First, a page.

I didn’t even know what a leek was until a few years ago but now I adore the lesser known cousin of onion and garlic. Leeks taste great in soups, pastas, quiches and more. Be sure to rinse them thoroughly before you add them to your dishes though, I made the mistake of just quickly rinsing them once and the sandy texture that resulted was pretty unfortunate.Health Benefits
Not only are leeks, which taste like a sweet version of onions, delicious, but they are also packed with nutrients.The active substances in leeks help protect against cancer, particularly allyl sulfides, which block the action of hormones or chemical pathways within the body that promote cancer. Eating allium vegetables (leeks, garlic, onion, shallots) regularly are associated with a reduced risk of prostate and colon cancer. The sulfides in the allium family also decrease the tendency for blood clots to form, lower levels of LDL “bad” cholesterol, and lower high blood pressure. I normally just use the white bulb in cooking, but the tiny rootlets are mineral-dense and edible after you soak, rinse, mince and sauté. Leeks contain two important carotenoid that aid in eye health, lutein and zeaxanthin, which are currently being researched for their ability to prevent macular degeneration. Leeks also contain fiber, calcium, iron, magnesium, phosphorus, potassium, vitamin K, and vitamin A.Selection and Storage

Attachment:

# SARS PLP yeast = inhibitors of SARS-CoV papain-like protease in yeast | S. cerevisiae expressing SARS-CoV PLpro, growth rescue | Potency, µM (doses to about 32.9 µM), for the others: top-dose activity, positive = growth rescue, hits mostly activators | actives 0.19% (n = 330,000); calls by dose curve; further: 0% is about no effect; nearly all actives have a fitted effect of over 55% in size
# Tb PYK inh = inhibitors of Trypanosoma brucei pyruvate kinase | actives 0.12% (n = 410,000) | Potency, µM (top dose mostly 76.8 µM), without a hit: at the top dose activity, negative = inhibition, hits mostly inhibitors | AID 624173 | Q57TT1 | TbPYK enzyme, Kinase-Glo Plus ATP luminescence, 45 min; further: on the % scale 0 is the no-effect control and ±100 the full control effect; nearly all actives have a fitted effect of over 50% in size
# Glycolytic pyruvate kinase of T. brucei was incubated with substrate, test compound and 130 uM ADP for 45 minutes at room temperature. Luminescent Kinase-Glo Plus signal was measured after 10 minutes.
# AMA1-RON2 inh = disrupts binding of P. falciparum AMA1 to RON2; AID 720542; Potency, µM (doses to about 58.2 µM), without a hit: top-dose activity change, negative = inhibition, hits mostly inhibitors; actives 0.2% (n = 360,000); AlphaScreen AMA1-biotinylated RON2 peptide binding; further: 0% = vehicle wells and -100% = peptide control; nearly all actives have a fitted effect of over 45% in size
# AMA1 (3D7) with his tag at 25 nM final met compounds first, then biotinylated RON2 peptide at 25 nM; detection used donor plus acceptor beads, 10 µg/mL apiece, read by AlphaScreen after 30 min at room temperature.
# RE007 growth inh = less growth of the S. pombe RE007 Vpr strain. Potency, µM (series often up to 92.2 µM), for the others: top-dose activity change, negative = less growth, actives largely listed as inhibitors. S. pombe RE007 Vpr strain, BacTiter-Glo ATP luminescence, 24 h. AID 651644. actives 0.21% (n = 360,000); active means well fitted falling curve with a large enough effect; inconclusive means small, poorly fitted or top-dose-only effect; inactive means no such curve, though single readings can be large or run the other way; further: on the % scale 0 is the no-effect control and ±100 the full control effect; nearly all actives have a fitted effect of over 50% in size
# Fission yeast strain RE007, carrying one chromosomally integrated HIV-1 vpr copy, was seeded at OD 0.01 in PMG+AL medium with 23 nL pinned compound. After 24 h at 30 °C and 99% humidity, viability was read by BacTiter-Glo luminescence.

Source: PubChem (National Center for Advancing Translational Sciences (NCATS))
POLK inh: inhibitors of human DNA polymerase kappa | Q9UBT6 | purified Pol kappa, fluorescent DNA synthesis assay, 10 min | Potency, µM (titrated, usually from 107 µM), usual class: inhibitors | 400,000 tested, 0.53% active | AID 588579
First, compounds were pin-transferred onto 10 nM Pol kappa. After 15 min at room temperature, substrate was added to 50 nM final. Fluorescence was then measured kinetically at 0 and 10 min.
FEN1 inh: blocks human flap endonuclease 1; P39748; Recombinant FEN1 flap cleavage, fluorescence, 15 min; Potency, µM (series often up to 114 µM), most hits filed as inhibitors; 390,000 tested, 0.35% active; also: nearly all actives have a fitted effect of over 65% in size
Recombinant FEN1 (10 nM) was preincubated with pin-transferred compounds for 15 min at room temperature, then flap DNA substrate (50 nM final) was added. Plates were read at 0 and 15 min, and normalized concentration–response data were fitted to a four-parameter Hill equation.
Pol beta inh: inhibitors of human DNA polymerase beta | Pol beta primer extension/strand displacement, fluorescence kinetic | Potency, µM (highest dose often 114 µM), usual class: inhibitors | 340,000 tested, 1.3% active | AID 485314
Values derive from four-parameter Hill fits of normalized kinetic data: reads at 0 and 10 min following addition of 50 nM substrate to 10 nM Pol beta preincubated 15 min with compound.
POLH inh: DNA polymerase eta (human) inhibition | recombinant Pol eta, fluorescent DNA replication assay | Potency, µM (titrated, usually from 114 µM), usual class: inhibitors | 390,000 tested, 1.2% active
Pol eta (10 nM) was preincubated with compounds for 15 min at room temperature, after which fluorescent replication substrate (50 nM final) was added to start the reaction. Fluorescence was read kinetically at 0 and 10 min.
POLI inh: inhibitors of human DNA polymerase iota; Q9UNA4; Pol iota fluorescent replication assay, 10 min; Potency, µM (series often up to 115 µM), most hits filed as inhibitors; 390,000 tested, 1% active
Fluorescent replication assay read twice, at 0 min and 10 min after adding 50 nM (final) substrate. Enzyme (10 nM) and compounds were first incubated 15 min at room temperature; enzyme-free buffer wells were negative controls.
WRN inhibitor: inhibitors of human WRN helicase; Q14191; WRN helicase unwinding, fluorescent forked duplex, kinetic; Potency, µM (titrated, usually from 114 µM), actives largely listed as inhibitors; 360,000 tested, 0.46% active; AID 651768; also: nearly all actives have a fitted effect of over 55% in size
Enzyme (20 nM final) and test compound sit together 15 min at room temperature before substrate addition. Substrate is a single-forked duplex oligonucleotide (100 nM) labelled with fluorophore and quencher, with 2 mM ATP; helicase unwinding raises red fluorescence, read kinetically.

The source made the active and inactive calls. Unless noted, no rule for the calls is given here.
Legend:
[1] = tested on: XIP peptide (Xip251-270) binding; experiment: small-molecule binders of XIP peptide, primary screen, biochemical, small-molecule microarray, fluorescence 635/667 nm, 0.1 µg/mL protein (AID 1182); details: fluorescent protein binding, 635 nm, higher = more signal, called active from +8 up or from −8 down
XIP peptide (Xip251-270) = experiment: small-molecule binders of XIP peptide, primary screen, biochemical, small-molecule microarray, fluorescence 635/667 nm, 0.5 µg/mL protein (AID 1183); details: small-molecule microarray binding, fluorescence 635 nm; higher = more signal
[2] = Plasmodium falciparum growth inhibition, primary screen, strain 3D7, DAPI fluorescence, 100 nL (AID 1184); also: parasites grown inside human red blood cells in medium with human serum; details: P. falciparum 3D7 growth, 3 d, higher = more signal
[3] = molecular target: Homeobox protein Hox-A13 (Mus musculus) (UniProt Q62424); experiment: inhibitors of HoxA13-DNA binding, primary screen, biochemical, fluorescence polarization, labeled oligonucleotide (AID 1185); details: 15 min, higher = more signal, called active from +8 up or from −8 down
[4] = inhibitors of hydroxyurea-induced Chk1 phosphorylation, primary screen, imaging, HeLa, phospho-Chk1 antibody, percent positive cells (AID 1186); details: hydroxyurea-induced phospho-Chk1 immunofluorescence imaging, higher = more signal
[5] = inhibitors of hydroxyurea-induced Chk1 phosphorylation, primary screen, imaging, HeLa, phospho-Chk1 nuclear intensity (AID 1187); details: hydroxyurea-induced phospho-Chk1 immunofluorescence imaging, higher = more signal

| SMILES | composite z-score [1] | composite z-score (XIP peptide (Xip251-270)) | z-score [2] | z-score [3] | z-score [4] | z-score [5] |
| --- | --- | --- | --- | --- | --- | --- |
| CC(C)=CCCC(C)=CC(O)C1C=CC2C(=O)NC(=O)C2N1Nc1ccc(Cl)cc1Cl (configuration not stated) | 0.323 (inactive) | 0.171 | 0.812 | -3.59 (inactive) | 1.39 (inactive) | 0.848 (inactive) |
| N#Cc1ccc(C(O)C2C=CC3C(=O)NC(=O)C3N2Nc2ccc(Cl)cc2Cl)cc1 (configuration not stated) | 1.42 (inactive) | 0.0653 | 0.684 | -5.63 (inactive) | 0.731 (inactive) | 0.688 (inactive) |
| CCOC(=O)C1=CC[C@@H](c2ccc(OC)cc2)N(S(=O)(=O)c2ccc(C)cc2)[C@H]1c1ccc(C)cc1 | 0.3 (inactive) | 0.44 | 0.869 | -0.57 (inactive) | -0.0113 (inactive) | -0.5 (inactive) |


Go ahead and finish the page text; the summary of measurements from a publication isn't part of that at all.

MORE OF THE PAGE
Leeks are available all year but their peak season is September through April. When selecting leeks look for a clean, white slender bulb with two to three inches of white and tightly rolled dark green tops. Slim, cylinder ones are younger than large bulbous ones and will have more delicate flavor and texture. If the leek is limp at all then skip it. When storing leeks lightly wrap the un-rinsed leeks in plastic wrap in your vegetable drawer of your refrigerator to contain their odor and moisture. Leeks can be stored between five days and two weeks depending on how fresh they were when you purchased them.Lemon Recipe Round-Up
Eat More Leeks!